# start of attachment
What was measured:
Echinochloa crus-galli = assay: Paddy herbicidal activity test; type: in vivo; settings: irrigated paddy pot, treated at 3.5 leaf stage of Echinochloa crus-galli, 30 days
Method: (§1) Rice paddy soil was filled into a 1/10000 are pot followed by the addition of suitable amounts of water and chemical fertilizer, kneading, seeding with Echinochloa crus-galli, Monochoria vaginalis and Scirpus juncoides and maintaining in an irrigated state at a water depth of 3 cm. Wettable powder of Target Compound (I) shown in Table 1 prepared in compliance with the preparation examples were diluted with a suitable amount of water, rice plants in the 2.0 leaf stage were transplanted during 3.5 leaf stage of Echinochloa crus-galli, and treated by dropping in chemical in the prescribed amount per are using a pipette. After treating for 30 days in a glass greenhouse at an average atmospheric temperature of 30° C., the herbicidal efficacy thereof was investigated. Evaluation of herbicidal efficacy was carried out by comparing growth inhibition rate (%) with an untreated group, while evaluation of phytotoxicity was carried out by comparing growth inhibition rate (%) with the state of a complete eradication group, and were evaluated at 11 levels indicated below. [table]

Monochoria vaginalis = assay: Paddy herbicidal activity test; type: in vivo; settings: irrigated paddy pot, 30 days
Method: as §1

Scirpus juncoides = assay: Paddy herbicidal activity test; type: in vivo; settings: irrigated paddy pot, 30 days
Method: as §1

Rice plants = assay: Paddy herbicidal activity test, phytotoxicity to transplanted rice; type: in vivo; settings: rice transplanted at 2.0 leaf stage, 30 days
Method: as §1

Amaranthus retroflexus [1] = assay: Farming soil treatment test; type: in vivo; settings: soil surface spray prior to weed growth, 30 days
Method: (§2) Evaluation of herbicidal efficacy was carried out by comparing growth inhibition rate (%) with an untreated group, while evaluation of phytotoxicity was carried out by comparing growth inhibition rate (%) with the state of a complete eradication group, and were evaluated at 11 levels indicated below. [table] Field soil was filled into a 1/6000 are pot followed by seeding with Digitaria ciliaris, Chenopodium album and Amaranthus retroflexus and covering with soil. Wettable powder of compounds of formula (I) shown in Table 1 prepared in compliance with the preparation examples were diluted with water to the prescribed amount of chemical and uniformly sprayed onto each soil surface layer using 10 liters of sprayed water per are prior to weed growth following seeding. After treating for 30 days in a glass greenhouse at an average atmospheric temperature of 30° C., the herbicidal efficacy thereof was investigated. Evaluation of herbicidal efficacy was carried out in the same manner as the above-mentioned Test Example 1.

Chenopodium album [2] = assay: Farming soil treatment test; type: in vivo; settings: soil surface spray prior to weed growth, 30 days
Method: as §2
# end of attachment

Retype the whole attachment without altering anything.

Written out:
What was measured:
Echinochloa crus-galli = assay: Paddy herbicidal activity test; type: in vivo; settings: irrigated paddy pot, treated at 3.5 leaf stage of Echinochloa crus-galli, 30 days
Method: (§1) Rice paddy soil was filled into a 1/10000 are pot followed by the addition of suitable amounts of water and chemical fertilizer, kneading, seeding with Echinochloa crus-galli, Monochoria vaginalis and Scirpus juncoides and maintaining in an irrigated state at a water depth of 3 cm. Wettable powder of Target Compound (I) shown in Table 1 prepared in compliance with the preparation examples were diluted with a suitable amount of water, rice plants in the 2.0 leaf stage were transplanted during 3.5 leaf stage of Echinochloa crus-galli, and treated by dropping in chemical in the prescribed amount per are using a pipette. After treating for 30 days in a glass greenhouse at an average atmospheric temperature of 30° C., the herbicidal efficacy thereof was investigated. Evaluation of herbicidal efficacy was carried out by comparing growth inhibition rate (%) with an untreated group, while evaluation of phytotoxicity was carried out by comparing growth inhibition rate (%) with the state of a complete eradication group, and were evaluated at 11 levels indicated below. [table]

Monochoria vaginalis = assay: Paddy herbicidal activity test; type: in vivo; settings: irrigated paddy pot, 30 days
Method: as §1

Scirpus juncoides = assay: Paddy herbicidal activity test; type: in vivo; settings: irrigated paddy pot, 30 days
Method: as §1

Rice plants = assay: Paddy herbicidal activity test, phytotoxicity to transplanted rice; type: in vivo; settings: rice transplanted at 2.0 leaf stage, 30 days
Method: as §1

Amaranthus retroflexus [1] = assay: Farming soil treatment test; type: in vivo; settings: soil surface spray prior to weed growth, 30 days
Method: (§2) Evaluation of herbicidal efficacy was carried out by comparing growth inhibition rate (%) with an untreated group, while evaluation of phytotoxicity was carried out by comparing growth inhibition rate (%) with the state of a complete eradication group, and were evaluated at 11 levels indicated below. [table] Field soil was filled into a 1/6000 are pot followed by seeding with Digitaria ciliaris, Chenopodium album and Amaranthus retroflexus and covering with soil. Wettable powder of compounds of formula (I) shown in Table 1 prepared in compliance with the preparation examples were diluted with water to the prescribed amount of chemical and uniformly sprayed onto each soil surface layer using 10 liters of sprayed water per are prior to weed growth following seeding. After treating for 30 days in a glass greenhouse at an average atmospheric temperature of 30° C., the herbicidal efficacy thereof was investigated. Evaluation of herbicidal efficacy was carried out in the same manner as the above-mentioned Test Example 1.

Chenopodium album [2] = assay: Farming soil treatment test; type: in vivo; settings: soil surface spray prior to weed growth, 30 days
Method: as §2